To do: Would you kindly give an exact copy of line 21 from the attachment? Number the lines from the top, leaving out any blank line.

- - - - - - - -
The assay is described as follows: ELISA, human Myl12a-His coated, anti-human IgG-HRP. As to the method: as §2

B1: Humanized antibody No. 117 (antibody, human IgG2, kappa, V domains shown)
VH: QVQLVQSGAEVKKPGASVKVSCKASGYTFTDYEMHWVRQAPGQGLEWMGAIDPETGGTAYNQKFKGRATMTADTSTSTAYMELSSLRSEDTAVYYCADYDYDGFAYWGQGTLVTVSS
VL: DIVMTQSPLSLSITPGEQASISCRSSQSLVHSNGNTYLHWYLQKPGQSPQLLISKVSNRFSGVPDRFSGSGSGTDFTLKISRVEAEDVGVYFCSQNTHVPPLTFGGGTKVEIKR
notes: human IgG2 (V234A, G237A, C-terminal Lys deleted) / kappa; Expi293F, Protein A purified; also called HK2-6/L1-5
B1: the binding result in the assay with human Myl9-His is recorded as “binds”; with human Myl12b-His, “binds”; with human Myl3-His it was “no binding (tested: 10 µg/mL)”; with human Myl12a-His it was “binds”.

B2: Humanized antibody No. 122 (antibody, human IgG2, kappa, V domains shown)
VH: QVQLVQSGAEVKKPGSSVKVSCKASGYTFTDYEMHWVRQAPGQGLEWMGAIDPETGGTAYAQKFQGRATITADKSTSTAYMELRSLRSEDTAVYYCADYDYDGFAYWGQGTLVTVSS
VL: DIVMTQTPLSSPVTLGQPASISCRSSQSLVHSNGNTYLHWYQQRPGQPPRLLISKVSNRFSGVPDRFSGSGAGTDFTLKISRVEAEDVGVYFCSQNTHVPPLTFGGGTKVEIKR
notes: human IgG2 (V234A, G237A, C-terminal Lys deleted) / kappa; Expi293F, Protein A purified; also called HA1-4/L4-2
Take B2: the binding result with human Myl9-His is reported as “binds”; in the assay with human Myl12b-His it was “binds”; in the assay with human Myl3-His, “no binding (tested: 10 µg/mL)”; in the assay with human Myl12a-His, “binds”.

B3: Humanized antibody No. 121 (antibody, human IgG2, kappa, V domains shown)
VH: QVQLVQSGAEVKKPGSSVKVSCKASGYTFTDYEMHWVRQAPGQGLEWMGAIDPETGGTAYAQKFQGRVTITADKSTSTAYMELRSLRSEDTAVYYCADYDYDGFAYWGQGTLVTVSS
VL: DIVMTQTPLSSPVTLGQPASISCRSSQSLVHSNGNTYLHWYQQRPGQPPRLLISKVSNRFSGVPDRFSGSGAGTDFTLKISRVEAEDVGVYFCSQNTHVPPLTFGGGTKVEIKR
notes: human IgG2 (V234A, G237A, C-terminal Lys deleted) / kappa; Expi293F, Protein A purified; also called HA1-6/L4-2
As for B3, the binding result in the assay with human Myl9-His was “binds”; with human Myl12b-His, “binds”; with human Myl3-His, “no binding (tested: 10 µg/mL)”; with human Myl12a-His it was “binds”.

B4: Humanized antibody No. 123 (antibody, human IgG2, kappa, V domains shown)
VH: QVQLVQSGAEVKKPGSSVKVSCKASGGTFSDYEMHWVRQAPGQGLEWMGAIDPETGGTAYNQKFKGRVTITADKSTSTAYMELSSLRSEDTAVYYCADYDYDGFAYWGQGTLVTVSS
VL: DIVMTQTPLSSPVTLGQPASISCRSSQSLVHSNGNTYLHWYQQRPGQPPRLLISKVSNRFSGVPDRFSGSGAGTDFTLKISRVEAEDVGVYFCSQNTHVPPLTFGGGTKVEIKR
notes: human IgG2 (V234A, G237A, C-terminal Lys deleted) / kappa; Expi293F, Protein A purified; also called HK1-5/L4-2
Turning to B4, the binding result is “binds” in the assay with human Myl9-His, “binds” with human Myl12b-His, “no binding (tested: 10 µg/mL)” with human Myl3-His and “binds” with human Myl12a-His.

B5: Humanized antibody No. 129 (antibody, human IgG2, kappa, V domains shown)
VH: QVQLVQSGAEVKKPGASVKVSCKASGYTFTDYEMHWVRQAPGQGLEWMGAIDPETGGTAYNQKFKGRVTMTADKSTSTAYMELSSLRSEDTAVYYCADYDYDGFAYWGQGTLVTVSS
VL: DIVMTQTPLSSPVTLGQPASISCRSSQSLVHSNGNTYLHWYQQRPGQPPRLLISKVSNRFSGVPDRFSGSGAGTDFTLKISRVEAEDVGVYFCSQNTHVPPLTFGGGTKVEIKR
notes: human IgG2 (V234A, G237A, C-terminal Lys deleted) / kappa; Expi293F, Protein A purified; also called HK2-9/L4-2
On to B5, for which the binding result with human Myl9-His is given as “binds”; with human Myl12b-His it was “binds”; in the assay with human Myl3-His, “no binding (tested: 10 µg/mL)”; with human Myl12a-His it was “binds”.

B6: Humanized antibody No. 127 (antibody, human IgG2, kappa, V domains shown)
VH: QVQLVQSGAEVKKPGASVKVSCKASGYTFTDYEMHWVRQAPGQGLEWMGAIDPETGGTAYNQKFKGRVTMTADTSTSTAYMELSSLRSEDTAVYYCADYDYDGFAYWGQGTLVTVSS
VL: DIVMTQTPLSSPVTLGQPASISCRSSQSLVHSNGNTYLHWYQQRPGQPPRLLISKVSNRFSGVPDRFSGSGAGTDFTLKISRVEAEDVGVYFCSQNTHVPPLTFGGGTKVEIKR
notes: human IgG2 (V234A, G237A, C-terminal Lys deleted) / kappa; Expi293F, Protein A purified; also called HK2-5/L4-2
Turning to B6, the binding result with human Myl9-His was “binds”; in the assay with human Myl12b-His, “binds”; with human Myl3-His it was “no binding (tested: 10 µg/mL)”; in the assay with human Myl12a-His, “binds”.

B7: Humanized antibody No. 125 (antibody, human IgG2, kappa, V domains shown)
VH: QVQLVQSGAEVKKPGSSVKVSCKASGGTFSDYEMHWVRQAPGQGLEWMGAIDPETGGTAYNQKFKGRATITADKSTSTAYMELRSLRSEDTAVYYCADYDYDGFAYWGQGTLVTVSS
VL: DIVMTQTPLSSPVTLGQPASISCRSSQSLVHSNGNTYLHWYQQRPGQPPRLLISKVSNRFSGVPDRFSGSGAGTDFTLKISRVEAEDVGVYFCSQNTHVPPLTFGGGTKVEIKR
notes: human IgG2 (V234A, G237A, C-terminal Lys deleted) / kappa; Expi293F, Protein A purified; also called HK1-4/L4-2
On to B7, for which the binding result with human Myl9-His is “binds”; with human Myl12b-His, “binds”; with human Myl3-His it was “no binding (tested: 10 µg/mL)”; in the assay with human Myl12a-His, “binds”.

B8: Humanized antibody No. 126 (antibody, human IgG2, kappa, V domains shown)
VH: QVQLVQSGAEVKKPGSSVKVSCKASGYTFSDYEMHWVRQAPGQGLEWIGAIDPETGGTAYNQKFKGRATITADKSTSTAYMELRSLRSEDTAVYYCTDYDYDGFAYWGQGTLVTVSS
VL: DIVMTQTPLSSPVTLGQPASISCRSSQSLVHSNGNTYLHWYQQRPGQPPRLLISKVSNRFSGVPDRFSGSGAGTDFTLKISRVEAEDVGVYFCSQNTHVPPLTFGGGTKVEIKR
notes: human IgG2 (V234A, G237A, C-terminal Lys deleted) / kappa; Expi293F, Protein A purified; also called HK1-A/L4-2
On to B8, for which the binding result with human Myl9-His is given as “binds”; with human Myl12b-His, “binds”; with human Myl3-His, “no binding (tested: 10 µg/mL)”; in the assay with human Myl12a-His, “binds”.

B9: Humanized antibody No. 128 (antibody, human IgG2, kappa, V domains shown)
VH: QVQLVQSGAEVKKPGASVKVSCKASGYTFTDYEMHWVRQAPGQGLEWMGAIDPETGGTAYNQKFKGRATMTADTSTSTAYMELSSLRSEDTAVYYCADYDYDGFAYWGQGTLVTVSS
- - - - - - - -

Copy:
Turning to B4, the binding result is “binds” in the assay with human Myl9-His, “binds” with human Myl12b-His, “no binding (tested: 10 µg/mL)” with human Myl3-His and “binds” with human Myl12a-His.